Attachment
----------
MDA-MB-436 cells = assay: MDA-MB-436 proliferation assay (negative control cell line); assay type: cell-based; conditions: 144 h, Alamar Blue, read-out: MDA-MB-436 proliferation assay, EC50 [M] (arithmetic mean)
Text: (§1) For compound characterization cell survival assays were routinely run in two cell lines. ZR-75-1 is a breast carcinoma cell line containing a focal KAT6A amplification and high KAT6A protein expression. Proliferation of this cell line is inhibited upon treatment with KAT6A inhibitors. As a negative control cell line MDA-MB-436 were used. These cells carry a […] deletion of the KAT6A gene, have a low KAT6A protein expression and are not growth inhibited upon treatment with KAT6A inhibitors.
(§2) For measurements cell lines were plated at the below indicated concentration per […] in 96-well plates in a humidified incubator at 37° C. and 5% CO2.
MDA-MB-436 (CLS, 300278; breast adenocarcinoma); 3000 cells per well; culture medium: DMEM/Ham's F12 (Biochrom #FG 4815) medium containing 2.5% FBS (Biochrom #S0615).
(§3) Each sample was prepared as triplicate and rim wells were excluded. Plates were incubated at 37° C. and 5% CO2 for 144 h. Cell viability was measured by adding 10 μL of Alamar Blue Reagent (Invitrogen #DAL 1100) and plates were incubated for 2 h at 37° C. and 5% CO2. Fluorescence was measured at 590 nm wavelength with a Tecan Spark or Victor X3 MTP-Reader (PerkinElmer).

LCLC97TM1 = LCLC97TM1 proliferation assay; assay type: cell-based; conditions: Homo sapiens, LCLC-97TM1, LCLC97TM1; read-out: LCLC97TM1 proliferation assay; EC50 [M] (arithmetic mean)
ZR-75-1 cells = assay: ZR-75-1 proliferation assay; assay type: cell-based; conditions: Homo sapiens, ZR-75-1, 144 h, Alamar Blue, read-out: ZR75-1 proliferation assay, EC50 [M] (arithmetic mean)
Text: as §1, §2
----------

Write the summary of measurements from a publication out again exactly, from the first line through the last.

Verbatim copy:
MDA-MB-436 cells = assay: MDA-MB-436 proliferation assay (negative control cell line); assay type: cell-based; conditions: 144 h, Alamar Blue, read-out: MDA-MB-436 proliferation assay, EC50 [M] (arithmetic mean)
Text: (§1) For compound characterization cell survival assays were routinely run in two cell lines. ZR-75-1 is a breast carcinoma cell line containing a focal KAT6A amplification and high KAT6A protein expression. Proliferation of this cell line is inhibited upon treatment with KAT6A inhibitors. As a negative control cell line MDA-MB-436 were used. These cells carry a […] deletion of the KAT6A gene, have a low KAT6A protein expression and are not growth inhibited upon treatment with KAT6A inhibitors.
(§2) For measurements cell lines were plated at the below indicated concentration per […] in 96-well plates in a humidified incubator at 37° C. and 5% CO2.
MDA-MB-436 (CLS, 300278; breast adenocarcinoma); 3000 cells per well; culture medium: DMEM/Ham's F12 (Biochrom #FG 4815) medium containing 2.5% FBS (Biochrom #S0615).
(§3) Each sample was prepared as triplicate and rim wells were excluded. Plates were incubated at 37° C. and 5% CO2 for 144 h. Cell viability was measured by adding 10 μL of Alamar Blue Reagent (Invitrogen #DAL 1100) and plates were incubated for 2 h at 37° C. and 5% CO2. Fluorescence was measured at 590 nm wavelength with a Tecan Spark or Victor X3 MTP-Reader (PerkinElmer).

LCLC97TM1 = LCLC97TM1 proliferation assay; assay type: cell-based; conditions: Homo sapiens, LCLC-97TM1, LCLC97TM1; read-out: LCLC97TM1 proliferation assay; EC50 [M] (arithmetic mean)
ZR-75-1 cells = assay: ZR-75-1 proliferation assay; assay type: cell-based; conditions: Homo sapiens, ZR-75-1, 144 h, Alamar Blue, read-out: ZR75-1 proliferation assay, EC50 [M] (arithmetic mean)
Text: as §1, §2